Q: You finished with a master’s degree in international development from American University. Did you want to pursue a career in international development?
No, after I graduated I moved down to Peru and got a job in a bank working on micro finance. I was really interested in the lending dynamics and this notion of group lending that used social collateral in lieu of formalized credit systems. This was about 10 years after the war ended down there. I was working with some of the development agencies in the country and decided to quit working at the bank. In 2004, I started a strategy company with a friend from grad school, who I had convinced to drop out.

Q: That was when you started to scratch your entrepreneurial itch?
Yeah, exactly. I had taught myself how to code when I was younger and was getting really excited about what was going on back then with open source. I thought that if you could bring technology to some of these development agencies, it would really help them become a lot more efficient and improve communication. So I took some open-source tools and began building apps for NGOs to help them do their jobs better.

Q: How did mapping figure into what you were working on with international development?
We were doing data projects and a lot of the data was geo-related, so mapping and location became a critical lens for everything we were doing. We were working with organizations like the World Bank, the United Nations, and Doctors Without Borders and helped put all that data out in consumable, machine-readable fashion. We just kept improving our tools on every project we worked on. From deforestation work in the Congo, to public health mapping of clinics outside of Fallujah, and flood mapping in Pakistan. I needed tools to work with big data sets to take spreadsheets and databases and transform them into context. And I did that by putting them onto maps.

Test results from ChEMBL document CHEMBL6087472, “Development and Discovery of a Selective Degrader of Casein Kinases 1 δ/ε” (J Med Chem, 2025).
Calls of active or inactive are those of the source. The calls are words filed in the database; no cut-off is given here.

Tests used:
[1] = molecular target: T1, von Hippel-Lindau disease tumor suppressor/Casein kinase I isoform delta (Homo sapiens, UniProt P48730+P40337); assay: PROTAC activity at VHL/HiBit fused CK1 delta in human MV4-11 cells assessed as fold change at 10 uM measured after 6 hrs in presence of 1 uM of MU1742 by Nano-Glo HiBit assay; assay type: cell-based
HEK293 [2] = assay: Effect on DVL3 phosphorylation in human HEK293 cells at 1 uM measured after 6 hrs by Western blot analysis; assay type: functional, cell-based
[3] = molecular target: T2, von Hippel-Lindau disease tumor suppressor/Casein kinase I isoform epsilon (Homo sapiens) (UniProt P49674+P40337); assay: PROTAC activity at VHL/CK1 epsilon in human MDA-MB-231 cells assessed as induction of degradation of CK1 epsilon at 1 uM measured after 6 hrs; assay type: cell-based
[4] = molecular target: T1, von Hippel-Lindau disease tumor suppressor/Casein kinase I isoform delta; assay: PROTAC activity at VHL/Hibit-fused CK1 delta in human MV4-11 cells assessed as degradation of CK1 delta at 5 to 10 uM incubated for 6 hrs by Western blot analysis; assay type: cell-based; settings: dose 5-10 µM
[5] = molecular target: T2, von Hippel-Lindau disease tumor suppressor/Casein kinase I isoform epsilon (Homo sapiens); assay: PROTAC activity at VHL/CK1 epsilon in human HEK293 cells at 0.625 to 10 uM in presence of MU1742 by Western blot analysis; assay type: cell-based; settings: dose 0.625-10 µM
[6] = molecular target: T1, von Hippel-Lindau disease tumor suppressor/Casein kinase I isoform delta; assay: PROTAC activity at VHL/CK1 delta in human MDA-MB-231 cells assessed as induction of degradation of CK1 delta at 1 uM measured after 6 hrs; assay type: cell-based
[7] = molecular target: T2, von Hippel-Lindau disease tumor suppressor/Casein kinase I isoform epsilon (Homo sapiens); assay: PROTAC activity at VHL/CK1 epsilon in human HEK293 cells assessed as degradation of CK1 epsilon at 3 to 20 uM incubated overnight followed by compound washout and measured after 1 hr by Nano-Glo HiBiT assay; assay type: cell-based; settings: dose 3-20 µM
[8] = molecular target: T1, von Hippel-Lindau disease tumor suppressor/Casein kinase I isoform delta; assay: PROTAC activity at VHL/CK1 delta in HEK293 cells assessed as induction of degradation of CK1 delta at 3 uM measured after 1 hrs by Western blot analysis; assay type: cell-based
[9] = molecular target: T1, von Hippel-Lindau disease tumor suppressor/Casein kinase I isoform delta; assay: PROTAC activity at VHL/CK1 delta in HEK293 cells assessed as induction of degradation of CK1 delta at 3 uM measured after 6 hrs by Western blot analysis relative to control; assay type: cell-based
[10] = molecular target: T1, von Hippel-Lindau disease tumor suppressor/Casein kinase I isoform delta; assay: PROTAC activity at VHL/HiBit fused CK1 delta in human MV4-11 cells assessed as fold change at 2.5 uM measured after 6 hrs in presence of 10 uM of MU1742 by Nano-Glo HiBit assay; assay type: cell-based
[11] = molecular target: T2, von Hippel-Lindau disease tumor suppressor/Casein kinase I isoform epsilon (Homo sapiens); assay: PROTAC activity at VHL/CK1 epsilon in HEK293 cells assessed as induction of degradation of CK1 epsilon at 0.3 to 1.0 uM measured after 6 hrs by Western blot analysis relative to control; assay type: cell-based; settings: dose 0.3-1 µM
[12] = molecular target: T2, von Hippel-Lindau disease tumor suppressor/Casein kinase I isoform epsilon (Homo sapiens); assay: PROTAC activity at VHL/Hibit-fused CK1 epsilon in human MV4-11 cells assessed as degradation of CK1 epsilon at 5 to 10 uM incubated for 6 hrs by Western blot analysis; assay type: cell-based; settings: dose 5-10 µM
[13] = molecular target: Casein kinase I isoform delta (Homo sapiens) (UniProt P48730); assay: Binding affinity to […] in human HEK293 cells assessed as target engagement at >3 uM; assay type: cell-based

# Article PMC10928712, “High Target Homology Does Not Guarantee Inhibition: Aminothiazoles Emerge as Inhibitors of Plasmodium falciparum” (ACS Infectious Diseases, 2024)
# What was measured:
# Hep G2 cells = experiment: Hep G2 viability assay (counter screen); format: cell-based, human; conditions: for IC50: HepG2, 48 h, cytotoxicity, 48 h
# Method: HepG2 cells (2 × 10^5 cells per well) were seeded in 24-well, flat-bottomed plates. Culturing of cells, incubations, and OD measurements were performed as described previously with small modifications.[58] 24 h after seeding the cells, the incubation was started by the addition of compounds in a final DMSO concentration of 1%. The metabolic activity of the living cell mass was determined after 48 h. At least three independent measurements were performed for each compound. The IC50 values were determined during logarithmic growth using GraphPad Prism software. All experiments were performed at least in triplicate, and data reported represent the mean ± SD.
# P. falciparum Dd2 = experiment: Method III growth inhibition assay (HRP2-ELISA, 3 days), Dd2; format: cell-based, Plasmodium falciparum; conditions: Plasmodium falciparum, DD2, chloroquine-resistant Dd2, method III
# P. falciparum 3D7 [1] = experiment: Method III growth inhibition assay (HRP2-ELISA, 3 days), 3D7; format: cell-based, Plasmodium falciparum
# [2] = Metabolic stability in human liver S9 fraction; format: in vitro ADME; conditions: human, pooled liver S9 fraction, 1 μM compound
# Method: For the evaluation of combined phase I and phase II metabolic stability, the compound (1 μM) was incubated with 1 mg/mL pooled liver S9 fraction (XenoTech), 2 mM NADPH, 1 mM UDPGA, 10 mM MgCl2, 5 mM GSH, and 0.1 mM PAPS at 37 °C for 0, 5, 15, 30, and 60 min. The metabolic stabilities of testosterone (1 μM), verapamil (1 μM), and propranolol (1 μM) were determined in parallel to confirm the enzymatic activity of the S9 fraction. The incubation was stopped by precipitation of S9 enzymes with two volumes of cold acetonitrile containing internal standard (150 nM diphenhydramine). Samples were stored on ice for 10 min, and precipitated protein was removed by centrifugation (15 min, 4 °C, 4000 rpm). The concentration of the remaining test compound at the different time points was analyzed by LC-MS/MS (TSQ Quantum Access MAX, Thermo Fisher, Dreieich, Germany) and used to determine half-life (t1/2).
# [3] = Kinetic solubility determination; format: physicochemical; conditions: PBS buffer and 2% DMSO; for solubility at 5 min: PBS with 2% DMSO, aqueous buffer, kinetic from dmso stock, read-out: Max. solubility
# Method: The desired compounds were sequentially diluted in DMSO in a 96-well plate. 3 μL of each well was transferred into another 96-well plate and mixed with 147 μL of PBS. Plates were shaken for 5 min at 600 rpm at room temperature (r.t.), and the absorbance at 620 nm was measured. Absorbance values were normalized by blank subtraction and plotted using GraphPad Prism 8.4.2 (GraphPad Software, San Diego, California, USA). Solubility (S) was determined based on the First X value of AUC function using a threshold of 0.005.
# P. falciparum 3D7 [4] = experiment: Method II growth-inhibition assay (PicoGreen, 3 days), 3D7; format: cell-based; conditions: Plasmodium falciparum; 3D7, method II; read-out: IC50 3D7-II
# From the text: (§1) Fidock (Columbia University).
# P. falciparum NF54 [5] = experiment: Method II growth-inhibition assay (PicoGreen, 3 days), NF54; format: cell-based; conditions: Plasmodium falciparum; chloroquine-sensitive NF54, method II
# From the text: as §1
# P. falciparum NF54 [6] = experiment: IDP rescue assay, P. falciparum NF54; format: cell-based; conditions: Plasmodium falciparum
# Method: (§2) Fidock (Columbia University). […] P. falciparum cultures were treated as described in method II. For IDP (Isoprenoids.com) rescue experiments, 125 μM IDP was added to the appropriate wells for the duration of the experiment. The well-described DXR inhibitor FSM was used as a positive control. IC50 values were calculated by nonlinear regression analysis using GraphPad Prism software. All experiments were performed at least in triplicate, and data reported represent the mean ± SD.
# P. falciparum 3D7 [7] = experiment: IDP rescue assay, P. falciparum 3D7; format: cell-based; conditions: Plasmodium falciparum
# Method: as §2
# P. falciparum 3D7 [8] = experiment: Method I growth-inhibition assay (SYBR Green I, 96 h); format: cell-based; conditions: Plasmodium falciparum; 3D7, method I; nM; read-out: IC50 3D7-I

Q: Essentially, necessity was the mother of invention?
That’s it. We needed tools to do our jobs better, so we built them over time. We wanted to find a way to scale our impact — and that meant developing a product plan and building a platform. What we ultimately enabled was a way for people to make incredibly custom maps.

Q: Did your background in developmental aid offer any advantages over someone with a technical background when it came to conceiving Mapbox?
No. I never felt my professional background gave me any advantage. I always had a bit of self-doubt because I did not do computer science. When you are self-taught, you don’t have a curriculum to step through and you always wonder what you don’t know. It probably took me an extra couple of years to gain confidence through just sheer experience and showing success to feel comfortable and say, ‘Cool, I think I’ve learned a lot on my own.’ And once I felt that confidence, I started becoming a better team leader.

Q: If that didn’t account for your success, what did?
I’m just stubborn. It took me 10x longer than any normal human just to be able to do basic reading. Like hell was I going to let anything else stop me.

Q: Do you have a favorite quote you live by?
It’s a quote from Andy Warhol: “I always suspected that I was watching TV instead of living life. People sometimes say that the way things happen in movies is unreal, but actually the way things happen in life — that’s unreal. The movies make emotions look strong and real, whereas when things really do happen to you, it’s like watching television — you don’t feel anything.”

Q: Is there an individual you most admire?
Every day I respect Barack Obama more and more.

Q: What’s your favorite book?
“Arabian Sands” by Wilfred Thesiger. It’s a great explorer book about his experience going out into the desert after the war.

Q: Are you a movie buff?
If I was going to watch any movie this week, it would be “Inglorious Bastards.” It’s absurd in every way. Super-strong characters, super-strong imagery, and a fantastic angle. It’s just great.